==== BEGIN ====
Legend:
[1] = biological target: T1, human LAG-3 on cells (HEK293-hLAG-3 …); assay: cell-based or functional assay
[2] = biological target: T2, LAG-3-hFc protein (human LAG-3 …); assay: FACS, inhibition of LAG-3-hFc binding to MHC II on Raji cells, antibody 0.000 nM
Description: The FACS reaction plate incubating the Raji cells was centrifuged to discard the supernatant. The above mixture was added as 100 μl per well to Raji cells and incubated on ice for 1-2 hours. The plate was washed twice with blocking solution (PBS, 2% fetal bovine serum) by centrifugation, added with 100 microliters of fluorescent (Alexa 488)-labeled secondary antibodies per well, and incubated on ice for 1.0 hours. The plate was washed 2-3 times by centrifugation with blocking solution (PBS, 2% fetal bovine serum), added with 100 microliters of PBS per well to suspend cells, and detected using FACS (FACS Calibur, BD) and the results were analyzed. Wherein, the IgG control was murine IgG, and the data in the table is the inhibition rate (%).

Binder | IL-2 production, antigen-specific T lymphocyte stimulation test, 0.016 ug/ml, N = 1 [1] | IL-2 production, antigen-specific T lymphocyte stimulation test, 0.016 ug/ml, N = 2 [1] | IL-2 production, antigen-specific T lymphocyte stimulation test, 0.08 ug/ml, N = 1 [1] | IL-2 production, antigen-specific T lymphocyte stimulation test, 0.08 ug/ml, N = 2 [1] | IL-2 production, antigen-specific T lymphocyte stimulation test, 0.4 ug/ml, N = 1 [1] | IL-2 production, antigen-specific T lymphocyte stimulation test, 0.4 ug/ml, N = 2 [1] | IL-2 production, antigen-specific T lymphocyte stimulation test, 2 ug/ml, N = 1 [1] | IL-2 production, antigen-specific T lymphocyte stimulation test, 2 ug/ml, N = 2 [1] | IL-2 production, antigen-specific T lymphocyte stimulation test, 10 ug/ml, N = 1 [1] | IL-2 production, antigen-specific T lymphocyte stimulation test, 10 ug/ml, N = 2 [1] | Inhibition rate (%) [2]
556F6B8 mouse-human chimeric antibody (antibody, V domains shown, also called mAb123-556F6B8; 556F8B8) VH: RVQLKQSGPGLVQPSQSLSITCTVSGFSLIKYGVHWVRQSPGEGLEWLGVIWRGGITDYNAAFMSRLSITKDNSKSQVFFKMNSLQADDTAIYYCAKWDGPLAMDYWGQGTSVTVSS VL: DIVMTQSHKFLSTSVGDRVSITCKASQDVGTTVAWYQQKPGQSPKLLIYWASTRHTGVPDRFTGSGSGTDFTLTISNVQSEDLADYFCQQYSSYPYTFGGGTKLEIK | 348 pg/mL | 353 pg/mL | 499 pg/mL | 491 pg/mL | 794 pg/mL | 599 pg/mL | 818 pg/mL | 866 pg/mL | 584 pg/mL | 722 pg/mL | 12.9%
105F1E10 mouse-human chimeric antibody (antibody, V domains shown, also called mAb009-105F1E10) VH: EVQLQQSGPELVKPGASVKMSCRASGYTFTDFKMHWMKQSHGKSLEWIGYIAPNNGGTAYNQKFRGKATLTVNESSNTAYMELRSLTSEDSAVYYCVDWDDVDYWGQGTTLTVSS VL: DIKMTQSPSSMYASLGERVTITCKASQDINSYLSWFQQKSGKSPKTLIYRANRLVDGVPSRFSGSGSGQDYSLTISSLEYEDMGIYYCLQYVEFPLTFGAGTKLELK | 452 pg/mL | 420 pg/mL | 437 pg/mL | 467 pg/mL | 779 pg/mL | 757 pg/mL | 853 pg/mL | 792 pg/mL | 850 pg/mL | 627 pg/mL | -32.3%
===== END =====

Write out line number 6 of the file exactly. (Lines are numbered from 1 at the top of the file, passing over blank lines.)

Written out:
556F6B8 mouse-human chimeric antibody (antibody, V domains shown, also called mAb123-556F6B8; 556F8B8) VH: RVQLKQSGPGLVQPSQSLSITCTVSGFSLIKYGVHWVRQSPGEGLEWLGVIWRGGITDYNAAFMSRLSITKDNSKSQVFFKMNSLQADDTAIYYCAKWDGPLAMDYWGQGTSVTVSS VL: DIVMTQSHKFLSTSVGDRVSITCKASQDVGTTVAWYQQKPGQSPKLLIYWASTRHTGVPDRFTGSGSGTDFTLTISNVQSEDLADYFCQQYSSYPYTFGGGTKLEIK | 348 pg/mL | 353 pg/mL | 499 pg/mL | 491 pg/mL | 794 pg/mL | 599 pg/mL | 818 pg/mL | 866 pg/mL | 584 pg/mL | 722 pg/mL | 12.9%